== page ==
Visit Arches and discover a landscape of contrasting colors, landforms and textures unlike any other in the world. The park has over 2,000 natural stone arches, in addition to hundreds of soaring pinnacles, massive fins and giant balanced rocks. This red rock wonderland will amaze you with its formations, refresh you with its trails, and inspire you with its sunsets.
A rugged, whitewater river flowing northward through deep canyons, the New River is among the oldest rivers on the continent. New River Gorge National River in West Virginia encompasses over 70,000 acres of land along the New River, is rich in cultural and natural history, and offers an abundance of scenic and recreational opportunities.
Denali is six million acres of wild land, bisected by one ribbon of road. Travelers along it see the relatively low-elevation taiga forest give way to high alpine tundra and snowy mountains, culminating in North America's tallest peak, 20,310' Denali. Wild animals large and small roam un-fenced lands, living as they have for ages. Solitude, tranquility and wilderness await.
Strickland Lauds Agreement on Land Conveyance in Grand Teton National Park
Office of the Secretary
WASHINGTON -- Assistant Secretary of the Interior for Fish and Wildlife and Parks Tom Strickland commended the Wyoming Board of Land Commissioners for approving an agreement to convey approximately 1,400 acres of state-owned land within Grand Teton National Park to the department in exchange for an appraised value of approximately $107 million.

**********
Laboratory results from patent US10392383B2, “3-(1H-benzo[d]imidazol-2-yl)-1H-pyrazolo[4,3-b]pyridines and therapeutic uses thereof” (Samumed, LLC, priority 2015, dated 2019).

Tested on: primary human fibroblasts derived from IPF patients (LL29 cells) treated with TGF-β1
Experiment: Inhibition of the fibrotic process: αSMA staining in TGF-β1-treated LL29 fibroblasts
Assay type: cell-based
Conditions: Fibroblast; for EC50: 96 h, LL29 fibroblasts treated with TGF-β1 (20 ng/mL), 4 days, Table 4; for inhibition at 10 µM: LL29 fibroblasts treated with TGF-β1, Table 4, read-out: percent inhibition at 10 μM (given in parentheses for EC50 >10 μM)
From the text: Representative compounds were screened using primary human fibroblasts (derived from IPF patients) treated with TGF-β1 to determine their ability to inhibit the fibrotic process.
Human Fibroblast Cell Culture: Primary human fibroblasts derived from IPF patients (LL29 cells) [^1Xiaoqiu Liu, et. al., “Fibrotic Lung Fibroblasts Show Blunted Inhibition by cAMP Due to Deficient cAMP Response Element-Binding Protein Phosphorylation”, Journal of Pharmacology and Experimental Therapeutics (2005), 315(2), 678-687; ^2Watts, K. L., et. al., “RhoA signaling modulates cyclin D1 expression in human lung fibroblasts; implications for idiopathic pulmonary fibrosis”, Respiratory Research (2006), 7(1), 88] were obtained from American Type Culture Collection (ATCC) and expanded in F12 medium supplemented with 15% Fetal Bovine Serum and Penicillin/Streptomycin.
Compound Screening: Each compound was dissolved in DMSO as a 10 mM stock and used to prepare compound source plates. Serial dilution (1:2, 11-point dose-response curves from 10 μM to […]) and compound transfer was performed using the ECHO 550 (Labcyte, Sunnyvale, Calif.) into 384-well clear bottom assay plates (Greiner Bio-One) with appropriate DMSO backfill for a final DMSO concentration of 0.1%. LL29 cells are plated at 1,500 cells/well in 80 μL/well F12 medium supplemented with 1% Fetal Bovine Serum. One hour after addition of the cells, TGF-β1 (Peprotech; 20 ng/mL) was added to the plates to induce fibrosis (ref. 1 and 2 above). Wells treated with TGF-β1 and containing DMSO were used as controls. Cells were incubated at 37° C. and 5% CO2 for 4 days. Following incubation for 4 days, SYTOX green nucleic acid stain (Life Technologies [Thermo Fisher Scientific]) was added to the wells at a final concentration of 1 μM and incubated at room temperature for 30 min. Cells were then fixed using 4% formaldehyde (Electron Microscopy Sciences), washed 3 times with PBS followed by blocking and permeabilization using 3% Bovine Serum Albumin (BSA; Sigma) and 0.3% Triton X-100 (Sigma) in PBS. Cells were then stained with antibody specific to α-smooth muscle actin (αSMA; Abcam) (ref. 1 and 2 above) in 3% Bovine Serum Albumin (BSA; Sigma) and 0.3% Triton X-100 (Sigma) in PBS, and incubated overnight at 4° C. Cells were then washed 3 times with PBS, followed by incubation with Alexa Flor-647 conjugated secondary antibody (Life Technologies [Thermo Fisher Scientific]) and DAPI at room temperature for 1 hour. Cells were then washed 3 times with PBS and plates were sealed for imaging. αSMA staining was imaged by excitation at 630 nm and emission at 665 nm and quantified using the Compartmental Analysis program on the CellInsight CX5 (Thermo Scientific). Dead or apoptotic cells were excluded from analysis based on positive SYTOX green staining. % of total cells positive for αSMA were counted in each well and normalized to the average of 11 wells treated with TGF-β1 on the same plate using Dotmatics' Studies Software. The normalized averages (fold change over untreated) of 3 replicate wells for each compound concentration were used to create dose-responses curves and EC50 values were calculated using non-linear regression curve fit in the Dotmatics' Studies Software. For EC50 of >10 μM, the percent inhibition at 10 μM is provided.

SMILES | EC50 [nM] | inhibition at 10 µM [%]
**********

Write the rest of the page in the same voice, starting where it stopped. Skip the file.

“By entering into this agreement, Wyoming is ensuring the conservation of these lands as part of Grand Teton National Park while providing revenue to support state school systems,” Strickland said. “This is an agreement in which everyone -- the park, the state, and the citizens of Wyoming -- comes out ahead.”
Wyoming has owned the lands within the park since 1890 when it gained statehood and the federal government granted it lands to be held in trust to provide revenue for its schools. Approximately 1,366 acres of these school trust lands were subsequently included as inholdings within the boundaries of Grand Teton National Park when the park was established in 1950. In addition, the State of Wyoming also holds title to 40 acres of subsurface mineral rights within the park.
The state-owned land within the park has not generated much income for the schools, and Congress passed legislation in 2003 to allow the department to enter into a land conveyance agreement with the state.
The completion of the land acquisition is contingent upon congressional appropriations and possible additional authorizing legislation.